• A comparison of Q4 2009 demand against Q4 2008 shows that the only sector to enjoy positive growth was industrial and dental demand (11%), albeit off a low base. Jewellery demand declined 8%, also off a low base, while identifiable investment declined 50% relative to an exceptionally strong Q4 2008. Q1 2009 was also exceptionally strong; although investment flows subsequently tapered significantly, they remained high in absolute terms.
  • After a very weak Q1, jewellery and industrial demand enjoyed three consecutive quarter-on-quarter gains. By Q4, jewellery demand had risen to 500.4 tonnes, up from 336.3 tonnes in Q1. The recovery in jewellery demand was driven largely by a rebound in the Indian market. Industrial demand benefited from a strengthening in the electronics sector, reflecting improved economic conditions.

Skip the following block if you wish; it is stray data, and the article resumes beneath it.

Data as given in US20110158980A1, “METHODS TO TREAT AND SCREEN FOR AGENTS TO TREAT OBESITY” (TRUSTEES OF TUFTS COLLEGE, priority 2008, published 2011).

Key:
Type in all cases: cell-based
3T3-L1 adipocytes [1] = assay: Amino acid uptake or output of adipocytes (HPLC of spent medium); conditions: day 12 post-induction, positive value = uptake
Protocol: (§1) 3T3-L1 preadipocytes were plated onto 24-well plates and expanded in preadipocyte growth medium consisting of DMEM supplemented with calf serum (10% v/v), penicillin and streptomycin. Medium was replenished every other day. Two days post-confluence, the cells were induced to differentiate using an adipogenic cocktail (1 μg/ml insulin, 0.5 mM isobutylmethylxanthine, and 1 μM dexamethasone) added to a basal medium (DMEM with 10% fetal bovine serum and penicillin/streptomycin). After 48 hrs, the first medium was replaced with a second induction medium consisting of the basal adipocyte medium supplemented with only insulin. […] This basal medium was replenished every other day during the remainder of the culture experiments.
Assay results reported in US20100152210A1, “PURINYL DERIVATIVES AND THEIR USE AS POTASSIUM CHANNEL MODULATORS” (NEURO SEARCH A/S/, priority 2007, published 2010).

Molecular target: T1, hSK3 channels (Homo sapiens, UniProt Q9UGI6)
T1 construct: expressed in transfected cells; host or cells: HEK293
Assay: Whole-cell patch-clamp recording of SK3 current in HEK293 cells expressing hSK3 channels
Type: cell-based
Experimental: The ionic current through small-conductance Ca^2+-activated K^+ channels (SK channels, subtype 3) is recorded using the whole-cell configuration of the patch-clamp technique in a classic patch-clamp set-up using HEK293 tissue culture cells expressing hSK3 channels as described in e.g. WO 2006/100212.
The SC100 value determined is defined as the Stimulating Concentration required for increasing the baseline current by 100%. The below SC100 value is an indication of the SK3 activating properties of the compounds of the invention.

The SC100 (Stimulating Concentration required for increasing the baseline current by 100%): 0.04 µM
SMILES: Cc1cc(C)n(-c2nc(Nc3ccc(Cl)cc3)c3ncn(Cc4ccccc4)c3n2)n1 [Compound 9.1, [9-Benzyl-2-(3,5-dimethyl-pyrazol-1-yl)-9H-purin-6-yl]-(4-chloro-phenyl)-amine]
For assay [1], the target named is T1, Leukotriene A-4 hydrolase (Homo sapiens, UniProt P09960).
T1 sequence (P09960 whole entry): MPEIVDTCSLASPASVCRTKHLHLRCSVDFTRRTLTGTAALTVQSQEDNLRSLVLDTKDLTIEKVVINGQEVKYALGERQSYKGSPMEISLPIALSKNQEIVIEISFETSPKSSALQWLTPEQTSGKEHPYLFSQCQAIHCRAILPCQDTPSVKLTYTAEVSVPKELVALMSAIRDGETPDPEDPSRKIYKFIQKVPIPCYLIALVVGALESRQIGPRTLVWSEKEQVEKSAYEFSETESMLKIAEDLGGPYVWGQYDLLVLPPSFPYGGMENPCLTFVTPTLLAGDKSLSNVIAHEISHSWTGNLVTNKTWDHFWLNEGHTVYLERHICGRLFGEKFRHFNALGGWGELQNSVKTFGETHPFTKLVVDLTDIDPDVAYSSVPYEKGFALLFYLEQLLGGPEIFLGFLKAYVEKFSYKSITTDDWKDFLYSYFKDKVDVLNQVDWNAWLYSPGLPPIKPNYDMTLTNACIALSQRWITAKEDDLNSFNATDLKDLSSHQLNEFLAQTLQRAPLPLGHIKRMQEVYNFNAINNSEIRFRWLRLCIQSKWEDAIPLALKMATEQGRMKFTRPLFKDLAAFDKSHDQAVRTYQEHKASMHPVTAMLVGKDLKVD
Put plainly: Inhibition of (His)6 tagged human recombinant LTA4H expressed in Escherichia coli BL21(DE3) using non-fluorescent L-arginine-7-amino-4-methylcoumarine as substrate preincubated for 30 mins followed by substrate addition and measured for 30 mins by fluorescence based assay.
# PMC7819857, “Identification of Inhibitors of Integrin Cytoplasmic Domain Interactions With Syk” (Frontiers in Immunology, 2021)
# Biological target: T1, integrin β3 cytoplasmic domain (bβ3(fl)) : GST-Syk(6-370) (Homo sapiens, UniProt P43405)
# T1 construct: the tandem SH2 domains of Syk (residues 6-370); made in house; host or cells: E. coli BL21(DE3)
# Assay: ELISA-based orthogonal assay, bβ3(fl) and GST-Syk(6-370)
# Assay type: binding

• Strong investment flows in western markets generally offset weakness in non-western markets during 2009. The only non-western country to record positive growth in net retail investment during 2009 was China. India was the largest contributor on the downside, influenced strongly by dishoarding in the first quarter, although this was followed by a subsequent rebound. The strongest quarter-on-quarter performance came from the US, rising 104%.
  • Other identified retail investment, which largely covers the western markets, rose 11% between 2008 and 2009 and 77% quarter-on-quarter.
  • Bar hoarding, which largely covers the non-western markets, experienced a significant decline in both annual terms and in Q4 relative to Q4 2008.